The team intend to publish the outcomes from the trial in peer-reviewed journals but will also try to reach public audiences including people living with BD through third sector events and contributions to third section publications as well as use of social media. No professional writers will be used and all authors will contribute substantively to final manuscripts.


This study aims to develop and test the feasibility and acceptability of the RfCBT-OA intervention for older people living with BD. The data from the trial will allow us to determine rates of recruitment and retention and identify factors which may help improve these rates if a future trial is feasible. The acceptability of the therapeutic intervention will be assessed by evaluating the therapy attendance rates, drop outs and feedback from the qualitative interviews. We will also be able to gain an estimate of the likely effect size of RfCBT-OA on a range of clinical outcomes. All of these data are essential to inform the design of a large-scale trial. Detailed feasibility outcome thresholds have been set in table 1. These will need to be met in order to progress to a further, definitive evaluation trial of the clinical and cost-effectiveness of RfCBT-OA.

The original recovery intervention, RfCBT,32 was developed in collaboration partnership with individuals with lived experience of BD. This included service user involvement in qualitative work on recovery experiences and a structure and format of the RfCBT intervention. As highlighted by Jones et al,32 engaging individuals with personal experience of BD at this level fits with the model of recovery approaches as being empowering, individualised and grounded in the individual's own priorities and needs. The current RfCBT-OA intervention has been further refined by a group of older adults living with BD and experts in the ageing field.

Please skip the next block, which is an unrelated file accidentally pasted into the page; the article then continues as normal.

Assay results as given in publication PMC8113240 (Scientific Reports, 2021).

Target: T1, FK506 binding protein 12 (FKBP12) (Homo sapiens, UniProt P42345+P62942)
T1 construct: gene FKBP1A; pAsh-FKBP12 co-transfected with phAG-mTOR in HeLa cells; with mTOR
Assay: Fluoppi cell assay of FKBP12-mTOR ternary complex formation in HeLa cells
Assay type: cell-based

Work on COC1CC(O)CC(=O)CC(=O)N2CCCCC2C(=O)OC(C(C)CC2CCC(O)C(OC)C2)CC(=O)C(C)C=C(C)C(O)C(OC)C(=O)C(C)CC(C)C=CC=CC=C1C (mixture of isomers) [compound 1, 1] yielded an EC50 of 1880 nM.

Strengths of the study include the development of an intervention for a group of people who currently have no evidence-based care. The Department of Health55 states that older adults with mental health problems should have access to the same range of therapies as those people under the age of 65. This is not the case for people with BD. There are currently no published studies evaluating psychological interventions for older adults with BD and there is a clear need to develop an evidence base for this population.